Don’t use the tab character to indent it, instead use 2 blank spaces.
// i n c l u d e / f o o . h
c l a s s Foo
{
public :
Foo ( ) {}
i n t max( i n t a , i n t b )
{
i f (a > b)
return a ;

return b ;
}
i n t longMethod ( ) ;
private :
i n t bar ;
};
....
// s r c / f o o . cpp
i n t Foo : : longMethod ( )
{
...
r e t u r n bar ;
}

3
4.3 Writing code suggestions
These are some simple rules to keep in mind writing code:

• Short methods, avoid long methods.

• Add comments only when there is really need, code should be clean
itself, have many comments will make it more difficult to maintain
because any change in the code must be duplicated in the comment.

• Add a doxygen compatible comment to every method, this is the only


kind of comment that should be always present, more information
about doxygen can be found here: http://www.stack.nl/∼dimitri/
doxygen/.

• Try to avoid mock objects during testing, base classes can be imple-
mented to don’t do anything, if you don’t know what a mock object is
then take a look here http://en.wikipedia.org/wiki/Mock object.

• Possibility to use unit testing as code snippets for APIs, tests code
should be as much clean and readable as possible.

• Make the code breathe, add blank lines to separe different sections and
make it clearer.

In general any code smell should be considered too, you can find some of
them here: http://c2.com/cgi/wiki?CodeSmell.

4
Plan objectives for  Bug
next version

Reproduce it with 
a test

Develop 
classes Write tests Fix the code
Refactoring

Replan
Tests objectives
validation

Not Achieved
Commit code
Release

Achieved
Check 
objectives

Figure 1: Development process

5
5 Mailing lists
The communication with other project members is fundamental and when
a message interests everybody then it should be sent on the dev mailing
list, you can find a list of the mailing lists here: http://savannah.gnu.org/
mail/?group=myserver.
Actually there are two mailing lists:

• bug-myserver@gnu.org Differently from what the name can suggest, it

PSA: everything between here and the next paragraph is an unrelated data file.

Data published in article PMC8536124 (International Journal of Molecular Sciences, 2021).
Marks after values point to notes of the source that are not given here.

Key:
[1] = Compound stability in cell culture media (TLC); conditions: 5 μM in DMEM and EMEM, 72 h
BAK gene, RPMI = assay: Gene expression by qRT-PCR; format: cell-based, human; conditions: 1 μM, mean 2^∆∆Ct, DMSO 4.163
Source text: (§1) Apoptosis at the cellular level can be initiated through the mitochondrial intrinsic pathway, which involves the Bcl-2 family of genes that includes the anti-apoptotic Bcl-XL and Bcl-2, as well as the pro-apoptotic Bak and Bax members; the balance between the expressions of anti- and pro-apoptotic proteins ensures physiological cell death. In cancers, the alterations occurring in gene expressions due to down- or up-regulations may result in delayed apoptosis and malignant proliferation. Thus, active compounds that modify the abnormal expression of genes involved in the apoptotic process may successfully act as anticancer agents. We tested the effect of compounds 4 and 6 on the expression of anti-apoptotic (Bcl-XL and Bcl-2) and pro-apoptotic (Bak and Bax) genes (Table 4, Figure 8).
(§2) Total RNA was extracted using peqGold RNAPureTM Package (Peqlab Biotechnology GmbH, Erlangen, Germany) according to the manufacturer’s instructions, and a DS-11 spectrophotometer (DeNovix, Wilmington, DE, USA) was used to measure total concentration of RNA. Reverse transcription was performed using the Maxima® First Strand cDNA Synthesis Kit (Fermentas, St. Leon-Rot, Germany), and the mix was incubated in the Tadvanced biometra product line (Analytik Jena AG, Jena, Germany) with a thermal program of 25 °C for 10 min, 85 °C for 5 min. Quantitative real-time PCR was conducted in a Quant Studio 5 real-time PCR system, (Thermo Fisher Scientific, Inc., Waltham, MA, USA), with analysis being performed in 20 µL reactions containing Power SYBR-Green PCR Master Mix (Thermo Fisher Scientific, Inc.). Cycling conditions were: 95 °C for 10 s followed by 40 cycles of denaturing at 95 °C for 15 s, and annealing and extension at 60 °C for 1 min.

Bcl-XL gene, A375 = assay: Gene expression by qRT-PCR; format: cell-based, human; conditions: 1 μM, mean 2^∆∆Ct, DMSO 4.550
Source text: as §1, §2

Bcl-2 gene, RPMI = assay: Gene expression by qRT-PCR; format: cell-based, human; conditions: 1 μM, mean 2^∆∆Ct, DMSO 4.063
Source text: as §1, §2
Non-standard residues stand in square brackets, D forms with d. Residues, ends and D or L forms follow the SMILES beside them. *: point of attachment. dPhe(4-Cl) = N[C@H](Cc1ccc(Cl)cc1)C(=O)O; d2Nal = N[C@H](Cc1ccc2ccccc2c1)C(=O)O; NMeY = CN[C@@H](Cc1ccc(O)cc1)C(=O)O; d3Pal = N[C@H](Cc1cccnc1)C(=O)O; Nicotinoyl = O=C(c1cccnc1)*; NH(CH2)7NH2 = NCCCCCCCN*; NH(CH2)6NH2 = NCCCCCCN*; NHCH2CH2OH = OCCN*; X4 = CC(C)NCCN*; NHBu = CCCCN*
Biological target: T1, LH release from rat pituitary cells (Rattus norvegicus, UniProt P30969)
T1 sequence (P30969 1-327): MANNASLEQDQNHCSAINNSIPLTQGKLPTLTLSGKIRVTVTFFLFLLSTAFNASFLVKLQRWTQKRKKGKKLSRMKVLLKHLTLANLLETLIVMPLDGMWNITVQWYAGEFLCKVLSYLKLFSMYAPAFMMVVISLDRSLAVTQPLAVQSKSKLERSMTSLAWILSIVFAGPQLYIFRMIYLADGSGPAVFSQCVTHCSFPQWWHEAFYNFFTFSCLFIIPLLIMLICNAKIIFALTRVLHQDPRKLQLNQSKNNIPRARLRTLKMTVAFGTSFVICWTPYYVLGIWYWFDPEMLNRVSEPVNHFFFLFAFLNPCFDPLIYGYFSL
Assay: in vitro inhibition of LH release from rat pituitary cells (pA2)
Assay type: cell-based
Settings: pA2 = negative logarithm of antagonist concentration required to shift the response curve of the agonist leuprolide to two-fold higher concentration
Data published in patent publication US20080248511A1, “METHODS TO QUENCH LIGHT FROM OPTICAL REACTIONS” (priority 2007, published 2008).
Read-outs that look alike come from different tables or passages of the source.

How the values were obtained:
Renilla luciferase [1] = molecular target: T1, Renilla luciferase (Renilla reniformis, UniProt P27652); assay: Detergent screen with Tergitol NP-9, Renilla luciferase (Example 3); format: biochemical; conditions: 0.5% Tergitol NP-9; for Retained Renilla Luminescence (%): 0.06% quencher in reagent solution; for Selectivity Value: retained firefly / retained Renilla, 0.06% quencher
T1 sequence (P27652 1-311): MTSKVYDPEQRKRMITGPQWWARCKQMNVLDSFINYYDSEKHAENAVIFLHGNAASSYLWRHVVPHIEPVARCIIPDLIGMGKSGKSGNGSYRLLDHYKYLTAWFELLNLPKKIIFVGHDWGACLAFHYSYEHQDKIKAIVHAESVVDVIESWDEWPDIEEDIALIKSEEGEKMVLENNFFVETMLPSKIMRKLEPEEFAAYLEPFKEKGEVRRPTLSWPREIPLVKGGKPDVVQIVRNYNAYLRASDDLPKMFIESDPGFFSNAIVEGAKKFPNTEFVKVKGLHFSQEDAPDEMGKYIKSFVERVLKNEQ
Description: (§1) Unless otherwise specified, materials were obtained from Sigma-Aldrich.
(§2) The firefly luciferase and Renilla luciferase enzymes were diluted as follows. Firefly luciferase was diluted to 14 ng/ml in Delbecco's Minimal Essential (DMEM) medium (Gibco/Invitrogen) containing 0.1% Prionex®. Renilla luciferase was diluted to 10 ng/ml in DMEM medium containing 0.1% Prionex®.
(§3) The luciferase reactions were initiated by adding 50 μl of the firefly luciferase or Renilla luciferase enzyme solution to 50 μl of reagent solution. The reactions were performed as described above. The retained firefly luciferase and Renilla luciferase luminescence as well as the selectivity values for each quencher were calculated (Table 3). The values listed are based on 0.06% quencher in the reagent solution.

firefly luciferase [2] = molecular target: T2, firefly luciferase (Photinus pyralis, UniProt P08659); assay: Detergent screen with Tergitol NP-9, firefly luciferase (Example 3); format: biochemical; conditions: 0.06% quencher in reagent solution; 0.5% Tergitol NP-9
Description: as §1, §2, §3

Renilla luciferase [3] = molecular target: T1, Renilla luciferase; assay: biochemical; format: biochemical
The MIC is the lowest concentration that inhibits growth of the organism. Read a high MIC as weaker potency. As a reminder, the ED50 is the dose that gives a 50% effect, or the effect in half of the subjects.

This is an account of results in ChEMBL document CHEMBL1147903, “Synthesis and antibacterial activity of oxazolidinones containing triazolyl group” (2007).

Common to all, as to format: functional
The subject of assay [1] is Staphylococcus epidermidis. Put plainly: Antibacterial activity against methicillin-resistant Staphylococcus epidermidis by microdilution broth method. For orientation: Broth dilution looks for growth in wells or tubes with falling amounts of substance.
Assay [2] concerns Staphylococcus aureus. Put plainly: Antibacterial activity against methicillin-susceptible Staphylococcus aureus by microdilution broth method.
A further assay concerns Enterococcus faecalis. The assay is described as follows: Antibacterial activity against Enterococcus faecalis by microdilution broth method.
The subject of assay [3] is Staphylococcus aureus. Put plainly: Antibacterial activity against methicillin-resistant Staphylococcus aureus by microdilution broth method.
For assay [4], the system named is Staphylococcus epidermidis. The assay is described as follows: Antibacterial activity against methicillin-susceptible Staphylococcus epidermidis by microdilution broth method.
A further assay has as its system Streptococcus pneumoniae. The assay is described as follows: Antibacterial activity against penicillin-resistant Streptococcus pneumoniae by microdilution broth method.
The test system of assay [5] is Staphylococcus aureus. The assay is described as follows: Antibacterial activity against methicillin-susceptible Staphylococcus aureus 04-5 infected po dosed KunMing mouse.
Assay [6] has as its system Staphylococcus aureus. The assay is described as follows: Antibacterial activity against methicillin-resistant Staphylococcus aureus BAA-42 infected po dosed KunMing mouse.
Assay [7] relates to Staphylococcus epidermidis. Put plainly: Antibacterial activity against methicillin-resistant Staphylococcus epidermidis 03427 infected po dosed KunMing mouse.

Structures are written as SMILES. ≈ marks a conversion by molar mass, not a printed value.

is not used only for bugs but for any development related discussion.

• myserver-commit@gnu.org It is a read-only mailing list, any commit


to the repository is notified here. It is not only a way to annouce
you that something happened but it has a very important role in the
development process. Review patches by humans is done at this point,
after the commit happened, more eyes can notice better if something is
wrong. If you notice that something is not as it should be, then reply to
the bug-myserver@gnu.org adding the developer who made the commit
in CC, explaining what you consider wrong.

6 Subversion repository
6.1 Branches
If there is need to change many things in the source code, like for example
when we implemented an event driven scheduler, that changed several classes
in different sections of the code, then it is a good choice to create a branch
from trunk. After the job is completed in a way the branched version is
working well and it is validated by tests then it can be merged back to the
trunk tree. For branches it is not valid the rule that it should work at any
time or validated by tests as they are experimental versions. In general the
developer who created the branch is responsible for the politic to follow.

6.2 Access the repository


You can find information about how access the source code repository here:
http://savannah.gnu.org/svn/?group=myserver.

6
6.3 Commits
A commit to the repository shouldn’t contain two or more different modi-
fications to the source code. Every commit must be logical different than
other ones, any different modification must stay in a different commit. Use a
short but descriptive commit message, the ChangeLog file is not maintained
manually as it is possible to retrieve it using the commits history. The svn2cl
utility can generate a GNU compatible ChangeLog file.